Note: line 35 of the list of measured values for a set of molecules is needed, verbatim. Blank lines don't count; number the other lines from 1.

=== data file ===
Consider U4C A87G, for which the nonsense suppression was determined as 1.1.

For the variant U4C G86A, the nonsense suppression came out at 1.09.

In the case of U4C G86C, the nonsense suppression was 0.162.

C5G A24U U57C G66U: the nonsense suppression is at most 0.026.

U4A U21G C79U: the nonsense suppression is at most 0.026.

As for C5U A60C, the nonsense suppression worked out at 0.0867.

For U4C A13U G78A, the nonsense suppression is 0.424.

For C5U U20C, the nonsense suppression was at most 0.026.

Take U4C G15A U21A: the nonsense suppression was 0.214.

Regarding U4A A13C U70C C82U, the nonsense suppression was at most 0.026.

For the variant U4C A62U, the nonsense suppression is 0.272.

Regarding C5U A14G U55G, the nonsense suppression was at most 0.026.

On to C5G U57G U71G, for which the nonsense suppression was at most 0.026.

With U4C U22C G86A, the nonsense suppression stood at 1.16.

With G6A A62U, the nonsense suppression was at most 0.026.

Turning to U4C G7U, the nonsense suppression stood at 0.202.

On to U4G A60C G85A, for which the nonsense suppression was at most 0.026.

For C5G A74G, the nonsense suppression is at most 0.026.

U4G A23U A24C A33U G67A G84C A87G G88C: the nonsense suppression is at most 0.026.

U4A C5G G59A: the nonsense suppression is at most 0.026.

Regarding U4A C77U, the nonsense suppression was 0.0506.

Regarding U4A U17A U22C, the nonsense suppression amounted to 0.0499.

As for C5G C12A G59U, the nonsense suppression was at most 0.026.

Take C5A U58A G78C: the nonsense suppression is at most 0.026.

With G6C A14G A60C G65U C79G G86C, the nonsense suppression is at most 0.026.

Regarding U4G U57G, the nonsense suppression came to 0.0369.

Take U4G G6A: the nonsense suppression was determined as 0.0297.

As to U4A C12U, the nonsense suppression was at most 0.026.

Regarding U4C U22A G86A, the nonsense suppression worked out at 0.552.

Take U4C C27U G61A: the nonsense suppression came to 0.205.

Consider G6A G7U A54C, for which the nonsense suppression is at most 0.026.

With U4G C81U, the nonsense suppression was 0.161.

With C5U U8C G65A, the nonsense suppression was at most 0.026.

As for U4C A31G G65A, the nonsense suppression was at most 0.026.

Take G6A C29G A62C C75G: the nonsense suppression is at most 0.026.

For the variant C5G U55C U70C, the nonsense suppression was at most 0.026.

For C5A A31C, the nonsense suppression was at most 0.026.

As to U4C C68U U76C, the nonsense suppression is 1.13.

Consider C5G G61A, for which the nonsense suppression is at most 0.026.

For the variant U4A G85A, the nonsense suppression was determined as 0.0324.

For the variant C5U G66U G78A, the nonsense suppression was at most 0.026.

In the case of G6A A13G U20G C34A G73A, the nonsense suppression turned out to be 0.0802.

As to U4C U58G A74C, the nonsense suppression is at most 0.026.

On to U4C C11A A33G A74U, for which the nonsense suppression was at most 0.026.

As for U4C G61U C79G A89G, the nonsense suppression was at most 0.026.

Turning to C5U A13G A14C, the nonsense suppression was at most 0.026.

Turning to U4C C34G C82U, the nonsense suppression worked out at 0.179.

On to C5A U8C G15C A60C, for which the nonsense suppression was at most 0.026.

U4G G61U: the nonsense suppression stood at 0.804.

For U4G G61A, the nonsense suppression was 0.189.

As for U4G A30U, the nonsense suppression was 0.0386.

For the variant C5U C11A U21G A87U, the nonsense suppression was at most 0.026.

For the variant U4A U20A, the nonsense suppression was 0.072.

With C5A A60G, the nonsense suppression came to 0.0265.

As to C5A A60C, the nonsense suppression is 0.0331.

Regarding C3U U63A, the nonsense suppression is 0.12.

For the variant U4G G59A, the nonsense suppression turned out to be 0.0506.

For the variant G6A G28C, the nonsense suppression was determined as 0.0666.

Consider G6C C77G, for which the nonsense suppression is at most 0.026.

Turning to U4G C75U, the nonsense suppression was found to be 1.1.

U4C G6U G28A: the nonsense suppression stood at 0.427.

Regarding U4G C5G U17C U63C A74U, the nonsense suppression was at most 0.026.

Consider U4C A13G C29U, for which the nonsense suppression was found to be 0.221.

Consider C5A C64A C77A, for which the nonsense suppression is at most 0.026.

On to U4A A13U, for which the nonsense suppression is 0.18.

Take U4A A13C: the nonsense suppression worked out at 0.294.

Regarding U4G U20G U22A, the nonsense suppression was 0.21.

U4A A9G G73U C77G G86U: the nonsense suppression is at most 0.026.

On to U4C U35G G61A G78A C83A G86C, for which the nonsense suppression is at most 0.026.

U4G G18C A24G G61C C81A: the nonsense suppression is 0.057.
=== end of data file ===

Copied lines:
Take G6A C29G A62C C75G: the nonsense suppression is at most 0.026.